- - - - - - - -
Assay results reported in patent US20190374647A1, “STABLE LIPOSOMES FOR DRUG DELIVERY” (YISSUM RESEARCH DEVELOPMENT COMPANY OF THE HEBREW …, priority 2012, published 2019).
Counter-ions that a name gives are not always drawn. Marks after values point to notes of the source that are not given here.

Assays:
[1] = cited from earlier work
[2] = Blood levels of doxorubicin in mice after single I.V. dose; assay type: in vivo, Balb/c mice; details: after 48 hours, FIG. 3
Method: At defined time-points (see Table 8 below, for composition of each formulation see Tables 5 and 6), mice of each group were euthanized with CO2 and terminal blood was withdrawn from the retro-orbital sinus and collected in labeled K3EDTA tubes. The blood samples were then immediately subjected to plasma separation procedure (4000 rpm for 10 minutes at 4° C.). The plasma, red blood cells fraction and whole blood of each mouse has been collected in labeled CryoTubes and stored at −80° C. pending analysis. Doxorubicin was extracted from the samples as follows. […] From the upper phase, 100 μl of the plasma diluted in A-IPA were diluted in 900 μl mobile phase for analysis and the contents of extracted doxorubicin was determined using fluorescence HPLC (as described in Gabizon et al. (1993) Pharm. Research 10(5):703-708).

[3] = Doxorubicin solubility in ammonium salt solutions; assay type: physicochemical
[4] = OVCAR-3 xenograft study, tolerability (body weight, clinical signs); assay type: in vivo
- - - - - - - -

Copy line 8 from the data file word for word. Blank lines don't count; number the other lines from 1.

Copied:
[4] = OVCAR-3 xenograft study, tolerability (body weight, clinical signs); assay type: in vivo